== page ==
At the Quo Vadis conference during the German Game Days, a group of leading game preservation projects in Europe will be announcing the establishment of a European federation of organizations dedicated to the preservation of digital interactive entertainment and information media. After the announcement of the plan last year it has been decided that the association is to be a non-profit organization according to German law, which is to be based in Berlin. Its name is EFGAMP, the European Federation of Game Archives, Museums and Preservation Projects.
We live in an age of information, and it is becoming obvious that the field of digital preservation presents a significant challenge and a great responsibility for all of us.
On a daily basis, a huge amount of significant computer data is generated, which is subject to the risk of being lost forever because of the fleeting nature of data, hardware and software. An important part of our common digital cultural heritage is video and computer games, truly one of the most significant cultural products of the past decades. Digital decay is already setting in; we cannot afford to wait any longer. This is an danger that must be averted.
To counter the loss of our video gaming heritage, we must deploy a whole array of strategies and solutions, both from the scientific and cultural sectors.
EFGAMP comprises the main institutions active in the field of digital preservation, with a particular regard to the video and computer games sector. Among its members, EFGAMP counts Game Archives, created in order to catalog and physically preserve the works and data, Museums, with the aim of disseminating to the public what is, in all respects, evidence of human ingenuity, and Preservation Projects, committed to research and development of new hardware and software solutions.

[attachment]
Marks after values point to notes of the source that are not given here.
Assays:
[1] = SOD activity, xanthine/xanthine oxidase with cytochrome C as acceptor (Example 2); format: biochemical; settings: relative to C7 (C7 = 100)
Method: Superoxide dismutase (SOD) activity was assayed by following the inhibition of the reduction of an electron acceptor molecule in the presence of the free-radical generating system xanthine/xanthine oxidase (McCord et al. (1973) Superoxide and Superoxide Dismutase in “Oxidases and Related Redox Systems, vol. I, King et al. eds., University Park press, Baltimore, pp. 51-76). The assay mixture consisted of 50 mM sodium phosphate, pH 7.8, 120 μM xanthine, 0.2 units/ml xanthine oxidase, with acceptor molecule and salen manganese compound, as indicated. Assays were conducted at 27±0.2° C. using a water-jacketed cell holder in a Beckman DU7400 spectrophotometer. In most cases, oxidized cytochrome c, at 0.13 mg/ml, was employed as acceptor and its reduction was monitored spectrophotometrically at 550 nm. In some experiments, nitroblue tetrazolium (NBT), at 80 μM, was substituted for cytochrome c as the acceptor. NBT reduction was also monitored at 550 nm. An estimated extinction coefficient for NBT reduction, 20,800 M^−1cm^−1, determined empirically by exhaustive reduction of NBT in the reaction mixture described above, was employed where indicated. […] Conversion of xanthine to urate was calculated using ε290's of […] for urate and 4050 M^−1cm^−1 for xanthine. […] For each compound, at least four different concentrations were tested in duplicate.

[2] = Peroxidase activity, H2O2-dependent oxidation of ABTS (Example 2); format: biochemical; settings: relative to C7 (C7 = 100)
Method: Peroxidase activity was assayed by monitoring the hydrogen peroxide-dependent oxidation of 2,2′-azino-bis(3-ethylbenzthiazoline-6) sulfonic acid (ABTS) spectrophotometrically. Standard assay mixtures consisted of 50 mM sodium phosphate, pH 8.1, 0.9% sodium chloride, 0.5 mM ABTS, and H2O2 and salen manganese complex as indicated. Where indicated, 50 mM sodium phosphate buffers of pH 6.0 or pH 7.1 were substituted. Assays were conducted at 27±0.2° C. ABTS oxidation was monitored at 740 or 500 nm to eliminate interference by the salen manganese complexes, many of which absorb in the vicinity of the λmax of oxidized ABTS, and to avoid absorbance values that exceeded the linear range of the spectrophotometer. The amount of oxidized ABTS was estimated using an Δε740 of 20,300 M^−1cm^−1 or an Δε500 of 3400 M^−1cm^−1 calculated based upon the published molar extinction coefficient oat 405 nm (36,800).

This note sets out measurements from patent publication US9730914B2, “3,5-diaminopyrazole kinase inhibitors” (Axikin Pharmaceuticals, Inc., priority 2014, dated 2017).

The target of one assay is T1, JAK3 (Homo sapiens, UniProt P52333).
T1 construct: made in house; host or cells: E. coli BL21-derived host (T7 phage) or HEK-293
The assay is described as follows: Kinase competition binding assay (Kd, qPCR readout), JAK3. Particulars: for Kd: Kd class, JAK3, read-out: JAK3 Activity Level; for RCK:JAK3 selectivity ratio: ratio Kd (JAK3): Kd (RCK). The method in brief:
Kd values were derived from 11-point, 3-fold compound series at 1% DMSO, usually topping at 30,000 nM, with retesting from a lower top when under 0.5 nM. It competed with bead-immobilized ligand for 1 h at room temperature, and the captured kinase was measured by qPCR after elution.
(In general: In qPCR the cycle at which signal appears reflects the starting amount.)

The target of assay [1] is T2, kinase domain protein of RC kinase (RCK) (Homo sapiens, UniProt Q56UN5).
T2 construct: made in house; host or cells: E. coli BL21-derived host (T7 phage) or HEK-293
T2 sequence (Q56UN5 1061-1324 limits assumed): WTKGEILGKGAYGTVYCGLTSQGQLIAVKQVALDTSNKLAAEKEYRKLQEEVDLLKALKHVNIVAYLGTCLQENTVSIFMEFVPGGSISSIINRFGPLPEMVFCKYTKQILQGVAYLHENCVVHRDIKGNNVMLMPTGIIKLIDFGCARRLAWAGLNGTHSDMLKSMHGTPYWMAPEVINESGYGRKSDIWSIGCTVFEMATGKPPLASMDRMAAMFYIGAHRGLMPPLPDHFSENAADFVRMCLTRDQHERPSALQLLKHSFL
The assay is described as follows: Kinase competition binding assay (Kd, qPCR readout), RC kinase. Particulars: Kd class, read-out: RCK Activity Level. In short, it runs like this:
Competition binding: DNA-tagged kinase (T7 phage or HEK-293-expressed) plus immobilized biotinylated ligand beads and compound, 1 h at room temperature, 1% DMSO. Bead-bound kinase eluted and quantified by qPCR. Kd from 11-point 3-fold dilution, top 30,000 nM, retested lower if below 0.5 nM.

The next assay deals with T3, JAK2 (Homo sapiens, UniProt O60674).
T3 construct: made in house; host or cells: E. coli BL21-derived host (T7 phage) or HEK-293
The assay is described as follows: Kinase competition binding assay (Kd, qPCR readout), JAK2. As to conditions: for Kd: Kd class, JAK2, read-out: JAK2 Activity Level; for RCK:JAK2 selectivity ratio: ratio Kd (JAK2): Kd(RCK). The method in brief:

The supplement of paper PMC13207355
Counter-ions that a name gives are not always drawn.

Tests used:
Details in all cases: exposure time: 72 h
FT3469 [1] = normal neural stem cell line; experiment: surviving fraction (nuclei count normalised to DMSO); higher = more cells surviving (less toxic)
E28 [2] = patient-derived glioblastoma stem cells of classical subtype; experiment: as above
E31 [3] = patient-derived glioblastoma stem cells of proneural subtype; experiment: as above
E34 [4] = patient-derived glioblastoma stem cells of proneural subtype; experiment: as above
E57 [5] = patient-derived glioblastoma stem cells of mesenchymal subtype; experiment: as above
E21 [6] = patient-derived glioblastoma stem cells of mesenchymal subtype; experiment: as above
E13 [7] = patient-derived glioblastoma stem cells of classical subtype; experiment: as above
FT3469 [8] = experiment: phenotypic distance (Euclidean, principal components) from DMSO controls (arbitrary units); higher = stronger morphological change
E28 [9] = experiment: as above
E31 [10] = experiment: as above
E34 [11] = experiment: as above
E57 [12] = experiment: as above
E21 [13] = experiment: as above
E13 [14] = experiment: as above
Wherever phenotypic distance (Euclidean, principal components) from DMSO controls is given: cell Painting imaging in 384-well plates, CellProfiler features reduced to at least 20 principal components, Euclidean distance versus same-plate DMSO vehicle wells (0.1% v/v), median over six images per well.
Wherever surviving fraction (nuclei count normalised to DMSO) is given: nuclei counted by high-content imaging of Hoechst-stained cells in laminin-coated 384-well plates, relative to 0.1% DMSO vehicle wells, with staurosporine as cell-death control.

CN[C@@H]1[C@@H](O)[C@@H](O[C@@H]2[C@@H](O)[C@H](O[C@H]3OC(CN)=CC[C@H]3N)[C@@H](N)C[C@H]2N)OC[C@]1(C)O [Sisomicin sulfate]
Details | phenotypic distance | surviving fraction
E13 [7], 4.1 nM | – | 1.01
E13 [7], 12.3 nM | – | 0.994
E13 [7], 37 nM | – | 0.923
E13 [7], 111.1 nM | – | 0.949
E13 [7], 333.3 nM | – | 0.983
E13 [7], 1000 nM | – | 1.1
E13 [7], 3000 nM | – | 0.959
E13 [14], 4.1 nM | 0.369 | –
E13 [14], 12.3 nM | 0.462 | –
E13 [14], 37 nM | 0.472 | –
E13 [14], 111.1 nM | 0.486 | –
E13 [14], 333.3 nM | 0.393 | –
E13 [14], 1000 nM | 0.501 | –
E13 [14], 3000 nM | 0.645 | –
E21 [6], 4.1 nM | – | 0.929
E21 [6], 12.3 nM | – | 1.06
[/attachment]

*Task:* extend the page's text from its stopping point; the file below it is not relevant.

This is a huge challenge, so creating an enabling and sound network among peers throughout Europe – thereby creating a synergy of skills is crucial to obtain a permanent and convincing solution – is of paramount importance. What is at stake is the salvation of an important heritage, which should be kept accessible for the purpose of celebration, education and innovation.
“Since several institutions and projects have been founded in the last years with the purpose of collecting and preserving our digital game heritage, the formation of an international federation is the next logical step,” says Andreas Lange, director of the Computerspielemuseum and first president of EFGAMP. “On that base the demands of digital preservation could be communicated more effectually. One of the strengths of EFGAMP lies in its mixture of members. It combines projects having their roots in the community and thus sharing very detailed knowledge on games, together with institutions, which have vast experience in systematical approaches to human culture.”
EFGAMP will focus on ensuring that the overall European legal framework is compatible with the needs of digital preservation and advancing the accessibility to the game heritage by establishing and implementing description standards and connecting existing collections.